Of course, getting this far this fast has required serious funding. Here are Christer’s tips for luring capital:
Enjoy the sales process
“I enjoy fundraising,” he says, “I’m a sales guy at heart and there’s no better sales job than convincing people that your ideas are going to fly. Having a positive attitude and loving sales definitely helps.
Choose a big market
“Secondly, mine is a vast market. If you’re operating in a massive market and have a credible proposition, it’s easier for investors to see how they can get their money back. People who struggle to raise capital often haven’t identified a market big enough to get people excited.
Show your authentic passion
“Thirdly, I love our industry. I soak up lots of information, enjoy talking about it, and have a big network. That comes across to investors as authentic passion. When you’re a new business, VCs don’t invest in your track record; they invest in you as a person, in your credibility as a founder and in your drive. Don’t underestimate the pulling power of authentic passion.”
With Series-B funding in the bank, a proven product, an enormous market to play in, and more global expansion on the cards, Divido is in an enviable position. But Christer isn’t sitting back. He knows that sustainable success depends on building the right workplace culture, and he sees diversity – in both team and mindset – as a vital ingredient. He admits there’s work to do in this area.
In a recent blog on Sifted.eu, he wrote: “I thought I was a poster child for diversity in the not-so-diverse world of fintech. Being raised by a single mother and having come out as gay in my teens while still living in my small, rural hometown on the fringes of the Arctic Circle in Sweden, I have always felt I’ve been an advocate for underrepresented voices. So I was shocked when one day I took a serious look at the leadership of the fintech I founded. Two other white middle-aged men stared back at me. Given my background, I was supposed to be good at diversity. I thought having the right values would make everything fall into place in my company. Where did I go wrong?”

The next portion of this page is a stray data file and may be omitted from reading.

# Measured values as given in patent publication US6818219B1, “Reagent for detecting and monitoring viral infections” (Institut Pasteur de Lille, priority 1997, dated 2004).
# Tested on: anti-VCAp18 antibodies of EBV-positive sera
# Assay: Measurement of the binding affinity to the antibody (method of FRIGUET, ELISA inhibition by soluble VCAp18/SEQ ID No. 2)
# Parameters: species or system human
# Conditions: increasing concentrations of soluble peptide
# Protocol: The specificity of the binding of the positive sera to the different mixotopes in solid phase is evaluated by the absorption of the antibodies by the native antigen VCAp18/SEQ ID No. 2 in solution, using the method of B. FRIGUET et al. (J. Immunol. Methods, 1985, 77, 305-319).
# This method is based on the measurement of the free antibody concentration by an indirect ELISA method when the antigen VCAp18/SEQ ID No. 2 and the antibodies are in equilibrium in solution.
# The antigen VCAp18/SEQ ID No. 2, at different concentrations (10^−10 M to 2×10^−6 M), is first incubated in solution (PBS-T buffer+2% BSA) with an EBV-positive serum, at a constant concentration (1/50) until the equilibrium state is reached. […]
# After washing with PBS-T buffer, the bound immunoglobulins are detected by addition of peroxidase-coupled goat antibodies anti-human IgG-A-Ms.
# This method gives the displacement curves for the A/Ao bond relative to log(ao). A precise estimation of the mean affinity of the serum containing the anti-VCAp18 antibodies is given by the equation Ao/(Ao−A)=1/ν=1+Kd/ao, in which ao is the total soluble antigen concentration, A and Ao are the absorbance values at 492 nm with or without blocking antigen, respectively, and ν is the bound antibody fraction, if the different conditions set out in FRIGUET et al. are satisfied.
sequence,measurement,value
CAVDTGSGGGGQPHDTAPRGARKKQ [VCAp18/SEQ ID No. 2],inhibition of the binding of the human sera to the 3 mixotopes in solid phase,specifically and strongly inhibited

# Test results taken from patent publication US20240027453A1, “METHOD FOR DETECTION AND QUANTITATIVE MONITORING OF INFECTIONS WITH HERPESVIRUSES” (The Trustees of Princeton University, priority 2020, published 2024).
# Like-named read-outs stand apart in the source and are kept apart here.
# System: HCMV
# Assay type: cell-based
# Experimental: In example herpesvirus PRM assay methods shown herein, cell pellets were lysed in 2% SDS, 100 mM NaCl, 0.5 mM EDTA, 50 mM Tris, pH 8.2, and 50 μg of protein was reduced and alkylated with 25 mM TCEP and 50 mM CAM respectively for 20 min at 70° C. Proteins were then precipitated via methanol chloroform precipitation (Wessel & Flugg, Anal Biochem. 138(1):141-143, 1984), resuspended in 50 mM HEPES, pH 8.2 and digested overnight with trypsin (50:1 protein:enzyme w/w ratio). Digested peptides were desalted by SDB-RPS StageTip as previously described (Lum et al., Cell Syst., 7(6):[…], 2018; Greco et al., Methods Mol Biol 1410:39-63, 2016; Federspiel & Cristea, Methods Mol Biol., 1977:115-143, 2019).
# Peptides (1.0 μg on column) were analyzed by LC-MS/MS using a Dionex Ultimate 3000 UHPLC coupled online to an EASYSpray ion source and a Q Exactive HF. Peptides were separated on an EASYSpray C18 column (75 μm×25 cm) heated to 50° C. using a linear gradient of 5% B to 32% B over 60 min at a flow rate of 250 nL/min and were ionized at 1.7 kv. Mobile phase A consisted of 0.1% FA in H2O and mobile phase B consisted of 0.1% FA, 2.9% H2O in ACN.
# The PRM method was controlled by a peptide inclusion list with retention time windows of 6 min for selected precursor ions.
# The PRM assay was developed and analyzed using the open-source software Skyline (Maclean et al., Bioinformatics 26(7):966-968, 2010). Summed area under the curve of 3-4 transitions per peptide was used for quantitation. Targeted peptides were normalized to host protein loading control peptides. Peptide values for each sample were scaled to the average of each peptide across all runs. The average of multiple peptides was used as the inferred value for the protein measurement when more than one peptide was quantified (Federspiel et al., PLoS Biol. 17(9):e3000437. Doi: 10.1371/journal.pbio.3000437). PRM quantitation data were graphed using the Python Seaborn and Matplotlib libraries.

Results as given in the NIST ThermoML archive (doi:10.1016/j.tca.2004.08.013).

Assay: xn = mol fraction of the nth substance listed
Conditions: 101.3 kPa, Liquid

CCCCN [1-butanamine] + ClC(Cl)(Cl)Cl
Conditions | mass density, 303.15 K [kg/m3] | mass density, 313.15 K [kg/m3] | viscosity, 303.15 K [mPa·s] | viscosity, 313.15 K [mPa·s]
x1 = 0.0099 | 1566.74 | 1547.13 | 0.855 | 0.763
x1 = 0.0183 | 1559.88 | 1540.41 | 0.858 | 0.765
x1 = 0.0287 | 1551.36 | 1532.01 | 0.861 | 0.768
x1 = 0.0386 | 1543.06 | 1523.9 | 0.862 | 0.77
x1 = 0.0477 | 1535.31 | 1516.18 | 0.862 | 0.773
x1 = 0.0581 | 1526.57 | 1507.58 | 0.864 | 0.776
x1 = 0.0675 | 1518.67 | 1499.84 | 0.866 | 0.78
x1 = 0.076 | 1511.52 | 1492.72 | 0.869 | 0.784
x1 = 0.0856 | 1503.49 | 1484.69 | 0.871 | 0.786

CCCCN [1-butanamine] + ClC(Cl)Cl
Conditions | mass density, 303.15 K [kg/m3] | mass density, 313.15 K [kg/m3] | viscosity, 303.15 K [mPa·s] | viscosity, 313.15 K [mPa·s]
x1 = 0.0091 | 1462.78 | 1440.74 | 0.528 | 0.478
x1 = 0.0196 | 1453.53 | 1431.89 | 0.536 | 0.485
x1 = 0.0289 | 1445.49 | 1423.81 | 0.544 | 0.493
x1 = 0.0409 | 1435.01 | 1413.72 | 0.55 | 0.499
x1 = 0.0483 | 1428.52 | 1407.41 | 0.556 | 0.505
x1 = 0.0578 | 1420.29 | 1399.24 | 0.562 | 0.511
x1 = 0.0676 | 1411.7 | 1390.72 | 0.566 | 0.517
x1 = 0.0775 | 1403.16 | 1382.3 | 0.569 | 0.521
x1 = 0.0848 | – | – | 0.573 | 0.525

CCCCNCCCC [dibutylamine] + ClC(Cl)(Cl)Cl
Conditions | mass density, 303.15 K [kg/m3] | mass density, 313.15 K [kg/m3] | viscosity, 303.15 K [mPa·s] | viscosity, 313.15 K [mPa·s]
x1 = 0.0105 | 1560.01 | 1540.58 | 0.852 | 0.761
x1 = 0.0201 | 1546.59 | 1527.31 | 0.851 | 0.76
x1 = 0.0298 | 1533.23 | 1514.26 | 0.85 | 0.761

Feeling things must change to power Divido even further forward – and simply because he thinks it’s the right thing to do – Christer is leading a project to inject greater diversity into his company. The first step was to ask a group of students from London Business School to help audit Divido and identify where it could improve. “They came up with an 18 point plan,” he says. “And we are committing over the next two years to implement those recommendations – they include everything from updating the language in our job posts to diversity and anti-bias training. There’s no point just putting a rainbow on your LinkedIn logo. You’ve got to enact real change.”
Such self-awareness and commitment to positive change bode well for Divido as it strives to become the world’s largest white-label platform for retail finance.
As for Christer, his entrepreneurial journey continues apace. He entered the retail finance market relatively late compared to the likes of Klarna and PayPal Credit but has taken it by storm by building a flexible white-label product that can be used all over the world. Banks and retailers love it and are queuing up to use it. Meanwhile, Divido’s investors are like kids at Christmas, excitedly awaiting their presents – a perfect situation for the entrepreneur who earned his first pound by dressing up as Santa.
Photo by Charlie Bibby used under license from the Financial Times. All rights reserved